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In Barcelona, the streets are designed in a way that force you to explore the city in a zigzag, not a straight line. It is practically impossible to walk in a straight line because the crosswalks aren’t placed at the corner. When you need to cross a street, the cross walk is 50 meters to the right or left of the perpendicular cross street. As such, you are forced to turn onto a street for around 30 seconds to 3 minutes depending on the light, where you then encounter life, people, and stores that you wouldn’t even have had the opportunity to see had the crosswalks been placed exactly at the corner, as they usually are in most cities. I have created a narrative in my head that this kind of street design is reflective of Catalan Modernism architecture, the undulating walls of La Pedrera seem to be reproduced in the footsteps of every step one takes in the city. Each step brings to life the the soul of Gaudí.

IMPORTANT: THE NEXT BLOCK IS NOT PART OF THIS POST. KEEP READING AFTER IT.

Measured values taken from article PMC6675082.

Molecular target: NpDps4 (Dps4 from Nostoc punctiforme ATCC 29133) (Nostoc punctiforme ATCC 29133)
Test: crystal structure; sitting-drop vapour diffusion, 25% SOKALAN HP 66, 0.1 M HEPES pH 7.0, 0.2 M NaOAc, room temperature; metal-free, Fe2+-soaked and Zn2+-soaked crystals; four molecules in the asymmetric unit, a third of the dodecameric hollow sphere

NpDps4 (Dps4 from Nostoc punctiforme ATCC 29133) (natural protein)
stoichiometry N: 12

I have no idea if this is safer or even better urban design, but it definitely makes for a more experiential urban immersion for the pedestrian. One could claim this is inefficient design in terms of the Western way of valuing time. I mean it’s true, you do need to add extra time to account for the all the zigzags (Google maps doesn’t account for these crosswalks!). Though this type of design places a greater emphasis on time as an experiential encounter with the unknown — who knows what you end up seeing when you temporarily enter into a street that was never part of your plan of getting from point A to point B?
Does anyone know of other cities that have this kind of street/crosswalk design? And where else can I read more about urban street design in Barcelona?
#livefieldnote`
#triciainbarcelona (at Barcelona, Spain)

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